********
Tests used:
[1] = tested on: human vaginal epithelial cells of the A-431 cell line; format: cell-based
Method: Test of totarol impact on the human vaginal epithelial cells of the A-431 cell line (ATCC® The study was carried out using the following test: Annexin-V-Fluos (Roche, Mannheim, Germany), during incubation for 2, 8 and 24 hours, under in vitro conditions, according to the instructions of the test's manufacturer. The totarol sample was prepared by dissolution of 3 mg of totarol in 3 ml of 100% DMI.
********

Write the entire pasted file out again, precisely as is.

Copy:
Tests used:
[1] = tested on: human vaginal epithelial cells of the A-431 cell line; format: cell-based
Method: Test of totarol impact on the human vaginal epithelial cells of the A-431 cell line (ATCC® The study was carried out using the following test: Annexin-V-Fluos (Roche, Mannheim, Germany), during incubation for 2, 8 and 24 hours, under in vitro conditions, according to the instructions of the test's manufacturer. The totarol sample was prepared by dissolution of 3 mg of totarol in 3 ml of 100% DMI.